Wells Stands Behind Wealth Business, At Least for the Short Term
Wells Fargo & Co.’s wealth management businesses are not on the “short list” of units it is considering selling, despite advisor and client attrition, Chief Financial Officer John Shrewsberry said on Friday.
Wells earlier this week announced a plan to sell the retirement services business of its Wealth and Investment Management division, and on Friday reported that its broker ranks fell by another 140 advisors during the first quarter while all its wealth businesses had net “outflows” of client assets.
During a conference call to discuss the bank company’s first-quarter earnings Wolfe Research analyst Steven Chubak asked Shrewsberry if the bank would consider a “strategic sale” of the wealth division, given “the steady pace of advisor attrition and strong interest from peers to pursue M&A in this area.”
The business, which is dominated by its Wells Fargo Advisors brokerage units of almost 13,900 brokers, has “clearly been impacted by the account scandal,” Chubak said.
“It’s not on the short list of things that we’ve been talking about as we do the non-core trimming here and there, like the retirement business most recently,” Shrewsberry said. He noted that he was talking about prospects for “the relatively near term.”
Wells’ brokerage force has declined by a net 1,258 since it disclosed its fake account scandal in September 2016, and both customer assets and advisor headcount fell in this year’s first quarter.
Wealth and Investment is the smallest of Wells’ three business segments, which includes the company’s widespread retail banking network and its wholesale banking units. The wealth division’s first-quarter net income of $577 million was down 19% from the year-earlier period, and comprised 10% of the $6.2 billion of profit the three segments generated.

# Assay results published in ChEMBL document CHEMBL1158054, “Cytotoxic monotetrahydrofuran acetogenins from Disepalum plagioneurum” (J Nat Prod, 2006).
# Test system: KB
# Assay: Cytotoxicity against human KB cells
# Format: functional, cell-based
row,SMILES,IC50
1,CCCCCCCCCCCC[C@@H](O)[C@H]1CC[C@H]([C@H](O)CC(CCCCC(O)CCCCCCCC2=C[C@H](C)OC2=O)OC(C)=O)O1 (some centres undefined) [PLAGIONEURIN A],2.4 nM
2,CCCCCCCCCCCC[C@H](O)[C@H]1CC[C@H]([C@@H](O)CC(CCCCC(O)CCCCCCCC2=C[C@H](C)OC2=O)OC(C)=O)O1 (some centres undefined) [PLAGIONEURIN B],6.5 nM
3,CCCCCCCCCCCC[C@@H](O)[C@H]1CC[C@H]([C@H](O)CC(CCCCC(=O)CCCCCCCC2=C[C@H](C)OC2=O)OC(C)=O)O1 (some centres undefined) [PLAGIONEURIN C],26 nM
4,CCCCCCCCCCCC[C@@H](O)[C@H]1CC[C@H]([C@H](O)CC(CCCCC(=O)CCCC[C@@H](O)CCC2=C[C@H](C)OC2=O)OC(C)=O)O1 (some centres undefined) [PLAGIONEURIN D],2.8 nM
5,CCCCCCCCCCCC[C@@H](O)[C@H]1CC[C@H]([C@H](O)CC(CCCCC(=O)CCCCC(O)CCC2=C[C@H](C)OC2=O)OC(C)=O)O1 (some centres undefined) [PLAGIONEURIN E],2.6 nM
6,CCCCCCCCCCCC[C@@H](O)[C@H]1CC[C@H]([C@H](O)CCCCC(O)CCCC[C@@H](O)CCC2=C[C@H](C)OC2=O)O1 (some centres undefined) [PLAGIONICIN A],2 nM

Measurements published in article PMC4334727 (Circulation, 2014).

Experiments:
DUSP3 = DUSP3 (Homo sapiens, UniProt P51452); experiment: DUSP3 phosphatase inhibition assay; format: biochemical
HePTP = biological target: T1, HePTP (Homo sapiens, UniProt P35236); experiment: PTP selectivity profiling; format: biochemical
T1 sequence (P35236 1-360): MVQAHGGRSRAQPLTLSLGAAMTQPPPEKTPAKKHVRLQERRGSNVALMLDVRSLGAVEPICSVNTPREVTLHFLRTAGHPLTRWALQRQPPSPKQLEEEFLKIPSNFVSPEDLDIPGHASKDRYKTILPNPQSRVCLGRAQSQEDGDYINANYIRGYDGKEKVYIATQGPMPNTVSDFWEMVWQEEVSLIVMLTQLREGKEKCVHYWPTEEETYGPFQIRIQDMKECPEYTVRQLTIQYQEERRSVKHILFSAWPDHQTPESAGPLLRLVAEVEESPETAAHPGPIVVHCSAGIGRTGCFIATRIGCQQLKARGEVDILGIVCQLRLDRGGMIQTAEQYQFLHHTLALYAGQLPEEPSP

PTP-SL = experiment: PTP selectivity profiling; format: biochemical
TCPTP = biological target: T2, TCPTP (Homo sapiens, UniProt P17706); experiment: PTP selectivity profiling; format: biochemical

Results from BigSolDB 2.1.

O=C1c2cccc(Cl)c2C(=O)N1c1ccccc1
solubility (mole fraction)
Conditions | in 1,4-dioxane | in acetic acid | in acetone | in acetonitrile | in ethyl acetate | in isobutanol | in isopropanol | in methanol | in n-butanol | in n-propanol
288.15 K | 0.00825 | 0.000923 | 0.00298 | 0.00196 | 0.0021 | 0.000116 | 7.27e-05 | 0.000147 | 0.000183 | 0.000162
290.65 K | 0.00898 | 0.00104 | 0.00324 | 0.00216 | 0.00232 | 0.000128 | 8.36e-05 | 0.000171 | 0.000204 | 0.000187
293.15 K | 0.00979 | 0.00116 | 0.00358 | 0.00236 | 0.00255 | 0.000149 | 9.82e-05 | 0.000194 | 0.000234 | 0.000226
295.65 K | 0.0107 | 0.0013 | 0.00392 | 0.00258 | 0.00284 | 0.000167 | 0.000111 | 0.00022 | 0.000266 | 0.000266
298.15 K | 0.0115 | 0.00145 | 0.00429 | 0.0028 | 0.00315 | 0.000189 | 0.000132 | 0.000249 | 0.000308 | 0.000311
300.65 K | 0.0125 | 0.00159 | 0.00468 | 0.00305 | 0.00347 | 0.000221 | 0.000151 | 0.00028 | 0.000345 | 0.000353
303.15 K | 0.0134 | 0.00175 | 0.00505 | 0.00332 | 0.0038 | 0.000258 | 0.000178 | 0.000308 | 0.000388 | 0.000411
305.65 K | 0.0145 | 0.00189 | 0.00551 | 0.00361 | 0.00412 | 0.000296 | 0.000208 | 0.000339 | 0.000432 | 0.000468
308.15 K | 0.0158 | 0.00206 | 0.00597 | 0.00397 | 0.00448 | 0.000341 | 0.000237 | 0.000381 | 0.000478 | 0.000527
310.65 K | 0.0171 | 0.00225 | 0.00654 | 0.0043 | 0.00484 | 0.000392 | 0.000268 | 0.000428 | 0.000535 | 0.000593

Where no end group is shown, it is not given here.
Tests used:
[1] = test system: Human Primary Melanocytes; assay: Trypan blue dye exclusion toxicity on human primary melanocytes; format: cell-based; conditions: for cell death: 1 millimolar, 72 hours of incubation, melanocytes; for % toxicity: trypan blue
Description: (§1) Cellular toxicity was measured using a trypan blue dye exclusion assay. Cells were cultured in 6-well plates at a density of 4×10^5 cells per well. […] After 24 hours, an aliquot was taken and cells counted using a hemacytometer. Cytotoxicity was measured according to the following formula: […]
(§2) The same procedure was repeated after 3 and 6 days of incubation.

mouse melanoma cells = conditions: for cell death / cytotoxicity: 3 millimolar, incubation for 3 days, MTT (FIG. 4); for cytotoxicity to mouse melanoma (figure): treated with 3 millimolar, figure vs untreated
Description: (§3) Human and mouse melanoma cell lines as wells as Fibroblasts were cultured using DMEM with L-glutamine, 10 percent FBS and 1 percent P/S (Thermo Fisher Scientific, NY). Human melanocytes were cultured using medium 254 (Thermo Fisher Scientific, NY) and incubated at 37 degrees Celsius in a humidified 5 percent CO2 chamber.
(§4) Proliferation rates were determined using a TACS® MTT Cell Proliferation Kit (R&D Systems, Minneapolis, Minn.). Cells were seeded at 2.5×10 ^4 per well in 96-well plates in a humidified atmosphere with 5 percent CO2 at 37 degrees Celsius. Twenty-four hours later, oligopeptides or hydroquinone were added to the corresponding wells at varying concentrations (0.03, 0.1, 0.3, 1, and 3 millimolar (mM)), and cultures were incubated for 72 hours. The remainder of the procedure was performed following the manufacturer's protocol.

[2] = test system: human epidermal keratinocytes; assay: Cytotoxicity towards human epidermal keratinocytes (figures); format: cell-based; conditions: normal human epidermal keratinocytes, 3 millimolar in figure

Referrals between the company’s advisory businesses for wealthy people and other parts of the bank remain the “path to the greatest value creation” for shareholders, Shrewsberry said, citing as one example the mortgages sold to wealthy customers of Wells Fargo Advisors.
Referrals from the bank to the wealth and investment division totaled $2.4 billion in the first quarter, up 10% from the fourth quarter of 2018 but down 8% from the year-earlier period, Wells said in its earnings report.
Shrewsberry expressed confidence in the executive running the Wealth and Investment Management division, which includes private banking services, the Abbot Downing family office and Wells Fargo Asset Management’s fund business, as well as the brokerage business.“The changes that Jon Weiss is making in running that business will continue to generate a high level of value creation,” Shrewsberry said.
Weiss began the first stage of a reorganization of his division last summer by merging Wells’s bank-branch brokerage operations for the mass affluent into its Wells Fargo Advisors’ private client group, which employs more than 9,000 brokers in standalone offices and is run by David Kowach.
Weiss had earlier exhorted employees employees in his division to exercise “discipline, fortitude, integrity and compassion” amid a broader restructuring he was planning.
While Shrewsberry said that Wells’ remaining wealth businesses are not on the auction block, he cautioned that the bank company has a fiduciary obligation to consider all offers.
“If anybody made a proposal that was value-maximizing for our shareholders, our job is to respond to that,” he said, adding that he doubts that any such proposal will be coming anytime soon.